Let $K$ be a field. For a matrix $A\in GL_n(K)$ we can find the Jordan normal form $A'$ in $GL_n(\overline{K})$, where $\overline{K}$ is the algebraic closure of $K$. We write $j_\alpha(A)$ for the number of $1\times 1$ Jordanblocks with eigenvalues $\alpha$ in $A'$. Now consider $\alpha\notin K$ and the corresponding number $j_\alpha(A)$. If $K$ is a perfect field, then $\overline{K}:K$ is a separable extension and for each occurence of $\alpha$ there must be at least one eigenvalue $\beta$ of $A$ which is a Galois conjugate of $\alpha$, and hence in particular $\alpha\neq \beta$. So we can conclude that $j_\alpha(A)\leq\frac{1}{2}n$. The typical example is $$\left(\begin{matrix} 0 & 1\\\ -1 &0\end{matrix}\right)$$ over $\mathbb{R}$ with complex eigenvalues $\alpha=i$, $\beta=-i$.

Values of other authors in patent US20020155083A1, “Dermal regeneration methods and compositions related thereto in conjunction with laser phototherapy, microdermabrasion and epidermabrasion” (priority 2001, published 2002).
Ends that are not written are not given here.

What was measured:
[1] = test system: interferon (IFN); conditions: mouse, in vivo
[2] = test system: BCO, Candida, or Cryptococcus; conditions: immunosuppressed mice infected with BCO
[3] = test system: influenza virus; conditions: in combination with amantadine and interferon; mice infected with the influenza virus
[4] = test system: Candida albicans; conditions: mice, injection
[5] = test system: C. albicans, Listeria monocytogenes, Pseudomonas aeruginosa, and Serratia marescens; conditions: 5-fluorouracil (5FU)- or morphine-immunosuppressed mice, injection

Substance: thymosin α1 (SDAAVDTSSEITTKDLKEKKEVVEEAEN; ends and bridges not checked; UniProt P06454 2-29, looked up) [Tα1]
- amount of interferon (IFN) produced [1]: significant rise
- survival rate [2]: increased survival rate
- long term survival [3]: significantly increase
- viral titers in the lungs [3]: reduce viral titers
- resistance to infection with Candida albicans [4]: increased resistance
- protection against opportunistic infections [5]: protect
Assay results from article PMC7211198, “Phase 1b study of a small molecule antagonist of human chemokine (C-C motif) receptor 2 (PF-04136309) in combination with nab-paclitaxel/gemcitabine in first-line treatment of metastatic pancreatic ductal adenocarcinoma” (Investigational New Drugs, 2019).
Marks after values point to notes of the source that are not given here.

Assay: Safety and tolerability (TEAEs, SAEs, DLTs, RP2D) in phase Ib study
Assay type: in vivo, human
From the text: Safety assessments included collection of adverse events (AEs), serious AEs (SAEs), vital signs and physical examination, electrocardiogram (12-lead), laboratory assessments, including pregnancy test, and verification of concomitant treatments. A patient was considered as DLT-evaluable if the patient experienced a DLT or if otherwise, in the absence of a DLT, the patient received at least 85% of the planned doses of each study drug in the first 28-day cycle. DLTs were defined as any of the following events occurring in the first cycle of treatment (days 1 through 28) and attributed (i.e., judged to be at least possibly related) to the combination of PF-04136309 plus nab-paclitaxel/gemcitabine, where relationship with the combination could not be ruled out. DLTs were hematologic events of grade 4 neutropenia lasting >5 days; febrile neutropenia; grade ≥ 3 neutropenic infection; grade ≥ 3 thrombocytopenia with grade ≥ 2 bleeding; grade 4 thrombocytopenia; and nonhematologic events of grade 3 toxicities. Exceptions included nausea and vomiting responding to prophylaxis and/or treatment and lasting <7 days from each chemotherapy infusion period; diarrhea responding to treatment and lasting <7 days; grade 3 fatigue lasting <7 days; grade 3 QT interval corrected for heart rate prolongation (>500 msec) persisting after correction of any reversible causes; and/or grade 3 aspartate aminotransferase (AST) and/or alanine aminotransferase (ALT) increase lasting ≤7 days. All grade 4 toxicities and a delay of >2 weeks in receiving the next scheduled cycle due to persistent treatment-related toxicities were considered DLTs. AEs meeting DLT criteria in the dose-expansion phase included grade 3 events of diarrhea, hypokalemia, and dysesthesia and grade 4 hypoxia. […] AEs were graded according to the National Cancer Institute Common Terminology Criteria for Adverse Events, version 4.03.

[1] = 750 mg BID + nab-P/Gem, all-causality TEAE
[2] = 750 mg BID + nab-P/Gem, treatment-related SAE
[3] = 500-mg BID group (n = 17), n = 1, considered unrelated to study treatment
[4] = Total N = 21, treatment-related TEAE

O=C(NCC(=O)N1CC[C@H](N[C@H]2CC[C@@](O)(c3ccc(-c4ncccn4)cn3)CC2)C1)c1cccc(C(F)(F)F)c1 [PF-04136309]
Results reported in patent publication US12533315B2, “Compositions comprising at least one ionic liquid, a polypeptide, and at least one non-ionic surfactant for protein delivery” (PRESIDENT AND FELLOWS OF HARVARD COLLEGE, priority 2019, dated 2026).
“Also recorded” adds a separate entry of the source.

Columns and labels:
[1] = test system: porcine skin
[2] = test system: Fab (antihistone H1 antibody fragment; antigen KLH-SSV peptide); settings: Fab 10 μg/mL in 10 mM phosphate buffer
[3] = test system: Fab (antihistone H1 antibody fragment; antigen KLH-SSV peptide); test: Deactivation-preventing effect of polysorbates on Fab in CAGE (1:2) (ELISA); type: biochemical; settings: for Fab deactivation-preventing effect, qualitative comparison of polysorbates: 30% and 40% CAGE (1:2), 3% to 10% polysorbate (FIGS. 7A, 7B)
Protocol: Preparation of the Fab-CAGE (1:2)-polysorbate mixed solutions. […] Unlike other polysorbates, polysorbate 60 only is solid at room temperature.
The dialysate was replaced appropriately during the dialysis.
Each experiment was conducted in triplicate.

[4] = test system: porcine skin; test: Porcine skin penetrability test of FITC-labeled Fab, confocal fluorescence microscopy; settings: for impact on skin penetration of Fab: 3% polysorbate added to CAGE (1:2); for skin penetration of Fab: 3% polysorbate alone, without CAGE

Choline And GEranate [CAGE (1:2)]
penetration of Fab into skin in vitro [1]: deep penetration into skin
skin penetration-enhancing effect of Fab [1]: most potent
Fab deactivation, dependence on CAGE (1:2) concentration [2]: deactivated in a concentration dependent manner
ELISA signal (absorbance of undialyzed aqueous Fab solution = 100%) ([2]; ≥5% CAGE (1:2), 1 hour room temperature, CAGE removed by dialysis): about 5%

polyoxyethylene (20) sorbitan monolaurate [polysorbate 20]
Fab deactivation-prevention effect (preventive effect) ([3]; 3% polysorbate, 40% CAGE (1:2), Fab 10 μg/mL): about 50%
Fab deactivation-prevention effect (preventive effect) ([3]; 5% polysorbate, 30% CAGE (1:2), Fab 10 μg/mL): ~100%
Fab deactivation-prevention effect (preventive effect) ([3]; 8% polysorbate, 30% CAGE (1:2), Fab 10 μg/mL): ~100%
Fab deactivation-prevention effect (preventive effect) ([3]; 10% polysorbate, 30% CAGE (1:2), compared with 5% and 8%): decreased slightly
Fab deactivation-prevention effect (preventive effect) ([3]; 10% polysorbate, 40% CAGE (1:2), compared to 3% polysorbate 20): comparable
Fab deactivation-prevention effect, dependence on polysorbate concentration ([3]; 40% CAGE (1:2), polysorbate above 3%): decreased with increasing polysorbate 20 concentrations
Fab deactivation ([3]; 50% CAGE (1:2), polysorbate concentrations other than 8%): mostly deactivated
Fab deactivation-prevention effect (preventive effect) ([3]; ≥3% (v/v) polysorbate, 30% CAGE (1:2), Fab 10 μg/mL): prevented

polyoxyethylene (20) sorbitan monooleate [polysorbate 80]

The question is:
**If $K$ is an imperfect field, is it still true that $j_\alpha(A)\leq \frac{1}{2}n$ if $\alpha\notin K$? If not, how can one find a counterexample?**

I tried more or less randomly computing Jordan normal forms of matrices over $\mathbb{F}_2(x^2)$ and similar fields, starting from the (non-counter)example $$\left(\begin{matrix} 0 & 1\\\ x^2 &0\end{matrix}\right)$$ with eigenvalues $x$ and $x$ (and one $2\times 2$ Jordan block). Unfortunately I am lacking ideas how to constructively build a working counterexample.